The NANK Runner Diver2 has Bluetooth Multipoint
There is no special requirement or a dedicated button to use Bluetooth multipoint. All you need to do is pair the NANK Runner Diver2 to a device, then turn the Bluetooth off, after that connect the headphones to the secondary audio source device. Turn on the Bluetooth on the first device and the NANK Runner Diver2 should now be paired to a couple of audio sources at the same time.
The Sound Quality
Bone conduction headphones aren’t that great with bass reproduction because it easily turns into a massage for your cheekbones instead of deep booming sound. There is also quite a bit of audio bleed, a common behavior on the air conduction earbuds as well. The NANK Runner Diver2 claim that they managed to get a thick bass and, using the OT leakage reduction technology, they also fixed the audio bleed. Let’s see if that’s truly the case.
And to do so, I first checked a few technical aspects of the NANK Runner Diver2, such as the driver quality and the driver matching. For the former, a tone will be played moving from a low frequency to a higher one, and back. The idea is to hear no buzzing and, in the case of the NANK Runner Diver2, the sound seemed clear since, well, it’s just vibrations through bones. As for the driver matching test, the headphones managed to keep the sound central, with no deviation.
Next, I listened to a few binaural songs to get an initial idea about the sound quality and I did keep the volume fairly high, at about 80%. I could easily tell where each singer and instrument was positioned, with a decent amount of depth as well. The sound stage is not very wide and everything feels a bit quiet. I did choose some mid-focused binaural songs though, so I decided to go through the usual list of tracks. The first one is the low-bass-focused track Faded by Zhu and it’s a fairly unique experience. As expected, the bass is not heard, but felt and the way you ‘feel it’ is as vibrations in the cheeks.
Still, it’s much less noticeable that with the Haylou PurFree BC01. If you want a better experience use the provided ear covers – the bass will quickly come to life. Next, I switched to the mid-bass Morph the cat by Donald Fagen and once again, if you don’t use the sound quality enhancers, it’s going to sound bland due to the almost complete lack of bass. Cover the ears and the sound becomes rich and detailed. The voice is a tiny bit forwarded, but I guess it’s a way to make it more noticeable if you listen to similar songs with the ears uncovered. Then, I moved to the track She Burns by Vance and even when not using the sound quality enhancers, the song still sounded good.
Sure, the vibrations in the cheeks aren’t really a proper alternative to the bass, but for a pair of bone-conduction headphones, it sounded very good. That’s also the case of Breathin by Ariana Grande. The voice is forwarded with the ears covered, but it’s perfectly placed when the ears are open to the environmental noise.
Lastly, I listened to Sweet Child o Mine by Guns n Roses and it’s a fun listen as long as you don’t mind replacing the lower frequencies with tingly cheeks. Is the sound bleed actually better contained than on other brands? I think so, although if the volume is very high, 80-90%, anyone near you will get a grasp of what you’re listening to.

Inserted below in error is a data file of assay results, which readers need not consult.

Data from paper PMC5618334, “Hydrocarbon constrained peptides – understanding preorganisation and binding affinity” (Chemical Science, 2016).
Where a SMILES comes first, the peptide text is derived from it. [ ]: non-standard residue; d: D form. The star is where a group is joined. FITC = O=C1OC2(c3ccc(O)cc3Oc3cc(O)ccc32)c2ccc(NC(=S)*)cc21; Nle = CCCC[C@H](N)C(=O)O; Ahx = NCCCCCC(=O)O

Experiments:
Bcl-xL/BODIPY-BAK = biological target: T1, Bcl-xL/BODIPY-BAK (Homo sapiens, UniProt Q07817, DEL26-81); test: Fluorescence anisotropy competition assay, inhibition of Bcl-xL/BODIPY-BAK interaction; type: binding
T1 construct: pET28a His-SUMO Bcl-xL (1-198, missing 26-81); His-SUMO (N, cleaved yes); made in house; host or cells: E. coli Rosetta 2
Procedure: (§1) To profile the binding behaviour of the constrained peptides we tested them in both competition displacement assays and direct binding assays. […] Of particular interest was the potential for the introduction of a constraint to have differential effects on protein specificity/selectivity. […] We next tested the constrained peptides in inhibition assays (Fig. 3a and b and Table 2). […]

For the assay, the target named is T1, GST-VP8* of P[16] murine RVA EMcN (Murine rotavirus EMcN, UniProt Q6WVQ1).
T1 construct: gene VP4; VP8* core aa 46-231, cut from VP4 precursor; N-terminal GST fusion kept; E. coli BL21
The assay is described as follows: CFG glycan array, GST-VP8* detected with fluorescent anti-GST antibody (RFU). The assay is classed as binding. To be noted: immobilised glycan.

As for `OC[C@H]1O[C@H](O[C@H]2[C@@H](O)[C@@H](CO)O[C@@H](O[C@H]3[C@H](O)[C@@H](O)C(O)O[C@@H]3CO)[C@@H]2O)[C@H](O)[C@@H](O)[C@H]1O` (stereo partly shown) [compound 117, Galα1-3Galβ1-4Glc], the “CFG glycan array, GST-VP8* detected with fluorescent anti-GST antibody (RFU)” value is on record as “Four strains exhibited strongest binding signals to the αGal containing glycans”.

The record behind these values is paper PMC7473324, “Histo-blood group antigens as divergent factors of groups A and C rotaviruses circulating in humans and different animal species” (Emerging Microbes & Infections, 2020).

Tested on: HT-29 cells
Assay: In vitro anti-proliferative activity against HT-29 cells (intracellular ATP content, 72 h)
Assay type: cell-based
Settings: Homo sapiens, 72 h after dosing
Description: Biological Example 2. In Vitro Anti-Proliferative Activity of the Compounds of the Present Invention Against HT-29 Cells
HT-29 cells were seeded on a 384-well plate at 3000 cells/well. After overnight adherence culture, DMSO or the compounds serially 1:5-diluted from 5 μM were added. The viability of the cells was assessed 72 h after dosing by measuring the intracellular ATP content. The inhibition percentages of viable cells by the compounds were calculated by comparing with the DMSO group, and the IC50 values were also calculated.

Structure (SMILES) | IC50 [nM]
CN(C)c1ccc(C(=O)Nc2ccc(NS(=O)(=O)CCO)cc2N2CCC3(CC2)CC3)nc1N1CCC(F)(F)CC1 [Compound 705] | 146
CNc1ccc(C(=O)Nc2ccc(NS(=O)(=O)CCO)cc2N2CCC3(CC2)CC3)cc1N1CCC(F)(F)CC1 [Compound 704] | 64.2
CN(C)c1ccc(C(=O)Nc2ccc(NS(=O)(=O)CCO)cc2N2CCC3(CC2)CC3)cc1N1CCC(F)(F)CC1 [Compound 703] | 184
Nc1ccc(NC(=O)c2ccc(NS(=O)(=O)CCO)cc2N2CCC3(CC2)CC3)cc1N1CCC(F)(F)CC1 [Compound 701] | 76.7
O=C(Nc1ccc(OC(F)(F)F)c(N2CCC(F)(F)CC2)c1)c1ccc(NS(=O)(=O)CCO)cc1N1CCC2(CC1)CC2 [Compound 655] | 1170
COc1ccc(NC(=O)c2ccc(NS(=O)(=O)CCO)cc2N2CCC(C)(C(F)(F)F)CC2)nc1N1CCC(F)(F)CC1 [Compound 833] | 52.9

The MP3 Player
Before anything else, know that the NANK Runner Diver2 doesn’t support only MP3 files, but also WAV and FLAC formats, as well as M4A. So it is very much possible to listen to higher quality audio tracks without dealing with the limitations of Bluetooth. The only issue, if you could call it that is that the transfer rate is very low, like below 1Mbps.
I regularly see 700Kbps which may not be that big of a deal with one, two tracks, but try moving 10GB or more and it becomes a pain.
The Call Quality
The call quality using the NANK Runner Diver2 truly depends on how you’re wearing the headphones. If you have your ears covered, it’s very easy to properly hear what the other person is saying. Otherwise, even at max volume, I did have some issues concentrating on the words when I was near a busy street or in a coffee shop. Interestingly, the caller did not complain about hearing my voice even if I was in a crowded space. It’s not perfect audio quality, since the halo effect is present, but it’s better than expected.
The Battery Life
The NANK Runner Diver2 are equipped with an 180mAh battery and the manufacturer claims that it should last for up to 10 hours.
I suppose it’s a possible performance as long as you don’t push the volume up to 80 percent all the time as I did. This way, the battery lasted for about 7 hours and a half.
There’s a lot to like about the NANK Runner Diver2. The build quality seems good and it’s entirely possible to swim with this pair of headphones, although only for a limited time (IP68-rated). The battery life is good and I did like the increased local storage for ‘offline’ music listening. The sound quality is good as long as you are in a quiet area or if you cover your ears (NANK is aware of this since it added the sound quality enhancers), but I suppose this is the tradeoff for relying on the bone conduction technology.